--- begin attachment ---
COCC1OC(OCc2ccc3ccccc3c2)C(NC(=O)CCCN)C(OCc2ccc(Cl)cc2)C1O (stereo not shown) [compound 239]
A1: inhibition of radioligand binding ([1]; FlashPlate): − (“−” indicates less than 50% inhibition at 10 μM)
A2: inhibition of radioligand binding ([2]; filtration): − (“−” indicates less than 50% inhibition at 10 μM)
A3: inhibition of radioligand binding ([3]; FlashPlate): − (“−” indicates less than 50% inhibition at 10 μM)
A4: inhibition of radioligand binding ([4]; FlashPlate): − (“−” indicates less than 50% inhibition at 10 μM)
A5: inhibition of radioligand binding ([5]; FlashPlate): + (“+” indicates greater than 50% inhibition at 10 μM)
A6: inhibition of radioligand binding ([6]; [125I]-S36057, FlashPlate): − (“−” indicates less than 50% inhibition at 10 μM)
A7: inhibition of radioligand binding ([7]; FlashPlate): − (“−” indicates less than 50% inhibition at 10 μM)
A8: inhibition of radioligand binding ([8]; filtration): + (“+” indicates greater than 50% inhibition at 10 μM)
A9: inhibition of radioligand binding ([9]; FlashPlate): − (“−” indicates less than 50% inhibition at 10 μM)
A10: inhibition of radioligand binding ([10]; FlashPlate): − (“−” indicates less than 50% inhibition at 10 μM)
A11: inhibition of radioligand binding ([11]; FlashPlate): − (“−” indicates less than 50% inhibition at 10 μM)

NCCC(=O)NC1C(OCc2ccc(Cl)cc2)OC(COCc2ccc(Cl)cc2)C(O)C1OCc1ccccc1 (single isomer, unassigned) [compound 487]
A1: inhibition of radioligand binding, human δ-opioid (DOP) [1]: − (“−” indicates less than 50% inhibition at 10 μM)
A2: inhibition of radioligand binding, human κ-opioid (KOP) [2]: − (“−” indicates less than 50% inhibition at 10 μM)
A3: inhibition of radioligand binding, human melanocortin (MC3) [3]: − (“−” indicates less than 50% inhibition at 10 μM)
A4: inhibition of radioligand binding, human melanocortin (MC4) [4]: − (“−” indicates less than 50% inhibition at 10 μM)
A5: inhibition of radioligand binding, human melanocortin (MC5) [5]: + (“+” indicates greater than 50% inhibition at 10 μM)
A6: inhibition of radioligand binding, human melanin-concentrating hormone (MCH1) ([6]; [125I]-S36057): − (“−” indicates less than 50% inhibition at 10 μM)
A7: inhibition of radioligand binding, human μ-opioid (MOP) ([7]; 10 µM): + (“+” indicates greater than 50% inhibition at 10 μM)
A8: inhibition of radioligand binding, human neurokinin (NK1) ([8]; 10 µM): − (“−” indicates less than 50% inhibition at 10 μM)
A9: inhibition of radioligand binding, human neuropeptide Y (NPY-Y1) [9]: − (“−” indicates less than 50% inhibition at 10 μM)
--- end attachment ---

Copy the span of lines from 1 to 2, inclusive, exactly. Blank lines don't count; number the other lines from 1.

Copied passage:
COCC1OC(OCc2ccc3ccccc3c2)C(NC(=O)CCCN)C(OCc2ccc(Cl)cc2)C1O (stereo not shown) [compound 239]
A1: inhibition of radioligand binding ([1]; FlashPlate): − (“−” indicates less than 50% inhibition at 10 μM)